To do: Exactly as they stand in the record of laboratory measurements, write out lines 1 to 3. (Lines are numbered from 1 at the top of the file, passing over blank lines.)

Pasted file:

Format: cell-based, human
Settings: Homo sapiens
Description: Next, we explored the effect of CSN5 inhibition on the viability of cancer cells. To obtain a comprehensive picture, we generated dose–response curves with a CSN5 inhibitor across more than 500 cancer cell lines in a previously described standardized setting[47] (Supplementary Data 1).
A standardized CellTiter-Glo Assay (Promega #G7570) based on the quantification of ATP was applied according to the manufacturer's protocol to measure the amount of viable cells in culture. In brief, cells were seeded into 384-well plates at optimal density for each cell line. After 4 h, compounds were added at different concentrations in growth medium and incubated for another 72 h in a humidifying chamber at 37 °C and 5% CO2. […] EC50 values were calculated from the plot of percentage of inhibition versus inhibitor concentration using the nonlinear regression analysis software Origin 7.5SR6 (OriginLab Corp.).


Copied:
Format: cell-based, human
Settings: Homo sapiens
Description: Next, we explored the effect of CSN5 inhibition on the viability of cancer cells. To obtain a comprehensive picture, we generated dose–response curves with a CSN5 inhibitor across more than 500 cancer cell lines in a previously described standardized setting[47] (Supplementary Data 1).